Shooting the documentary was fraught with difficulty from the beginning, and the enormous and often dangerous challenges faced by Savidge and his team during the making of the film are parceled out in terse but telling language. From extortion and armed physical confrontation on the set to legal challenges and death threats, the obstacles Savidge and his crew faced often appeared insurmountable. Savidge felt sufficiently endangered that he essentially put his life on hold for the duration of the project. To wit, a bachelor who under any other circumstance would be considered a pretty eligible catch, Savidge – who is now engaged to be married – eschewed dating for the duration of the project, afraid that anyone who was close to him would be vulnerable to the threats being made against him and his company because of his involvement with the film. At one point he describes a confrontation between himself and Lydia Harris, Michael Harris’ wife – who had showed Savidge and everyone else connected to the project the loaded gun she always carried in her purse – as she demands money to hire a new lawyer to try and get Harris exonerated:

“As I studied Lydia’s ice cold eyes, I felt she could snap at any second. I sensed that this was one of those moments where, if I did one thing, I’d live and if I did another thing I might die. I was not going to gamble with my life. There was no way I was going die on the sidewalk in front of my office . . . That was not going to be how it ended for me. And so a few days later, I wrote Lydia Harris a check for $100,000, modifying my agreement with the Harrises for a fourth time.”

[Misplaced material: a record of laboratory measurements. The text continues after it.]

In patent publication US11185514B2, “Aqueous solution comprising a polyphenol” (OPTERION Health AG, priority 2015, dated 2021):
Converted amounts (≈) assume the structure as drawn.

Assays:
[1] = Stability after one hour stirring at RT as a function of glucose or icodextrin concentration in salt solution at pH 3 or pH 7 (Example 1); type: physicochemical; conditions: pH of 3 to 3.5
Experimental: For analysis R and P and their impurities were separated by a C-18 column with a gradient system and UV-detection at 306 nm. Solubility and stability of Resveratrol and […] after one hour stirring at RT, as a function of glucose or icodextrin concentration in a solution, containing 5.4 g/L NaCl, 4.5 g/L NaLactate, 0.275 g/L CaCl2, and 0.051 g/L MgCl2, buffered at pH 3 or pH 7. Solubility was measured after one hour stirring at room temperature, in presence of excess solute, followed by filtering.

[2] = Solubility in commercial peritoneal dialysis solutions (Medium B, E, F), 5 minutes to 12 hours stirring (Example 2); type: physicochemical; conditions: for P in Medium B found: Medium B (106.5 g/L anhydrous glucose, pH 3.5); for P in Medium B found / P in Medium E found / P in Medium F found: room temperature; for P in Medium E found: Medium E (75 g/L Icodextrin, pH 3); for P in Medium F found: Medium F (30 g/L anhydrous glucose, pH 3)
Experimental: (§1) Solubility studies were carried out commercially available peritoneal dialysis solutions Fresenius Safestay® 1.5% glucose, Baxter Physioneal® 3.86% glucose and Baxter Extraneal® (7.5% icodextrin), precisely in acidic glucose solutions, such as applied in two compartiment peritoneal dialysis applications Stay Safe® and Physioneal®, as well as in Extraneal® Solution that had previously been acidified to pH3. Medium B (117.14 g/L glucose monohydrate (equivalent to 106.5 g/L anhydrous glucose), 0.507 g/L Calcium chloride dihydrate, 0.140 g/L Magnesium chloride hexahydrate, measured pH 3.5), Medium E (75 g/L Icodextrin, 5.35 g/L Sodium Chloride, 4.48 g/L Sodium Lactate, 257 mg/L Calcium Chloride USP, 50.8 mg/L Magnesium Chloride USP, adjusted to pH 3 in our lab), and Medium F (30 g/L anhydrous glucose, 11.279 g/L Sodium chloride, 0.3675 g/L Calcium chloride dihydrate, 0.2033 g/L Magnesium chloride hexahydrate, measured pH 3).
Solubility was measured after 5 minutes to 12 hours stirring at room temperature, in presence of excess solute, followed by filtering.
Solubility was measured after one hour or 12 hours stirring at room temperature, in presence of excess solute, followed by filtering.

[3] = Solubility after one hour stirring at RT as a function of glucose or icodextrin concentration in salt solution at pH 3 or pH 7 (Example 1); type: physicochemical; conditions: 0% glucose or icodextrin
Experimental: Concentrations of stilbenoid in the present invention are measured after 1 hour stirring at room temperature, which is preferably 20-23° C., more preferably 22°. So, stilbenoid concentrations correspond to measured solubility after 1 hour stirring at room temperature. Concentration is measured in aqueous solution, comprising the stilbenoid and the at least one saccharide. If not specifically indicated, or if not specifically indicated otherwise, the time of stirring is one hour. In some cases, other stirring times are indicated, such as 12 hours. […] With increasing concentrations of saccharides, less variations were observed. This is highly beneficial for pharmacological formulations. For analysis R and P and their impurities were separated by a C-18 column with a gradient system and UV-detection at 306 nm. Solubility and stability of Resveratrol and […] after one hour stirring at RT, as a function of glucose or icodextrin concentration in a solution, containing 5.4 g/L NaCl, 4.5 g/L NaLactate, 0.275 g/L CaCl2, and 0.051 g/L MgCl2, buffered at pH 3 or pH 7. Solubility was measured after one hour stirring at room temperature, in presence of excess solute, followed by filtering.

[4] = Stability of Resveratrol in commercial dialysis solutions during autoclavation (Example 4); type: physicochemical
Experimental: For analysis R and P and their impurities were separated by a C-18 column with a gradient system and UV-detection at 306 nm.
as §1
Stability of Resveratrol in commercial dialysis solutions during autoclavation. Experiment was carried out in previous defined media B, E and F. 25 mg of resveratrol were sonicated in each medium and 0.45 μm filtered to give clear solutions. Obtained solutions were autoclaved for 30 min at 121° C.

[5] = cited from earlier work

And so it went, until Savidge and his crew despaired of ever coming out the other end of what seemed to be an impossibly long – and very dark – tunnel.

By now the basic beats of the Death Row story are well known. In 1986, small-time dealer Eric “Eazy-E” Wright bankrolled Ruthless Records to distribute records for N.W.A., whose members included himself, Andre “Dr. Dre” Young, O’Shea “Ice Cube” Jackson and Lorenzo “MC Ren” Patterson. Guided by Eazy’s business manager and mentor Jerry Heller, the group had major success, while at the same time generating huge controversy for inflammatory lyrics that appeared to push the limits of free speech. Dre gained a reputation as a producing genius, the creative force who turned everything the others did into gold. When money became an issue – not helped by Heller’s questionable accounting practices – the members went at each other’s throats and the group broke down. Styling himself as a savvy business manager and enforcer, Suge Knight – who learned what he knew about the music business from hovering in the background for years as a bodyguard – convinced Dre to join him in starting Death Row Records. But first, Suge had to secure Dre’s release from Ruthless, and it was here that Suge’s particular brand of business tactics – which would ultimately lead to the fall of the Death Row empire – first revealed themselves.

The story goes that Eazy had to “be persuaded” to release Dre from his contract – i.e., in order to get Eazy to sign Dre’s release, Suge took heavies with baseball bats to the meeting and beat Eazy’s signature out of him. As the late Jeffrey Jolson-Colburn – The Hollywood Reporter’s music critic at the time – states matter-of-factly in the book and the film “From day one, this label was born amidst a controversy that involved violence.”

Death Row had gargantuan success; bought and distributed by Warner-owned Interscope Records, the label generated hundreds of millions of dollars. Suge ruled the company like a brutal mafia don until the street-level thug life Suge allowed to overrun the Death Row offices drove Dre out the door. Suge ended up doing jail time as a direct result of his “business” methods.